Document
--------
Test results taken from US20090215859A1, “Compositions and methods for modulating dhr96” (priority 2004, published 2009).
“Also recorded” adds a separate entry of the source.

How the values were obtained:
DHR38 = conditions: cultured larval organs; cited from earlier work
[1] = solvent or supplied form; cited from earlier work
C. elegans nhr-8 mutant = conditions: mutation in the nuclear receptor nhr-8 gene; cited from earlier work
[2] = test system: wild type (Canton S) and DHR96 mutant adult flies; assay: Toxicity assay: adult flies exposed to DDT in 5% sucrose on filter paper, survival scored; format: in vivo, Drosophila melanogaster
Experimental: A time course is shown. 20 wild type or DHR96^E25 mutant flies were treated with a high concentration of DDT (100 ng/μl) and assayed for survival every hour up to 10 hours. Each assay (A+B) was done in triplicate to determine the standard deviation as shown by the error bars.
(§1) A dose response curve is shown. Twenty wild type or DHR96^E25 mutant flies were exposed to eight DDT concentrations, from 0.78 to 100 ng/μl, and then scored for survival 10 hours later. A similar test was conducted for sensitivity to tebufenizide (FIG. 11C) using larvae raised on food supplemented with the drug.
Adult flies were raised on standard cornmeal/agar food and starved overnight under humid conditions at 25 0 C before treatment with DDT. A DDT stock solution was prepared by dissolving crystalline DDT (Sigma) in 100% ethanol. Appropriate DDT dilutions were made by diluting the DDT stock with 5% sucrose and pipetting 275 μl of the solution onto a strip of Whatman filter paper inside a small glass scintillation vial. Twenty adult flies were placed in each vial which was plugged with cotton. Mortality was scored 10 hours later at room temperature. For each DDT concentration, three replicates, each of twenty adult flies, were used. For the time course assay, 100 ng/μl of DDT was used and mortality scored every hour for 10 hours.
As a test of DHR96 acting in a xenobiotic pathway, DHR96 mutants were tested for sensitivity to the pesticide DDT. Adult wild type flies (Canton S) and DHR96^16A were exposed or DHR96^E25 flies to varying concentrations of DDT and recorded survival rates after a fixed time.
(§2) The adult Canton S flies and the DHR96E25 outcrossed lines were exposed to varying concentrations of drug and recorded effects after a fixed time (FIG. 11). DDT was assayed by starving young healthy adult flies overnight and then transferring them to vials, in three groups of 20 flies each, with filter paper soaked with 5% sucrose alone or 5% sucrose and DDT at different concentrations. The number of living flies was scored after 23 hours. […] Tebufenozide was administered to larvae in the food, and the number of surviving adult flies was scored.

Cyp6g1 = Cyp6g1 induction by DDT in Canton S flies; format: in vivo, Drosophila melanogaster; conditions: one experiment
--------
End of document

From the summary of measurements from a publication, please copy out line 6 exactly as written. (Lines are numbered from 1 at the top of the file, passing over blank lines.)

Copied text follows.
C. elegans nhr-8 mutant = conditions: mutation in the nuclear receptor nhr-8 gene; cited from earlier work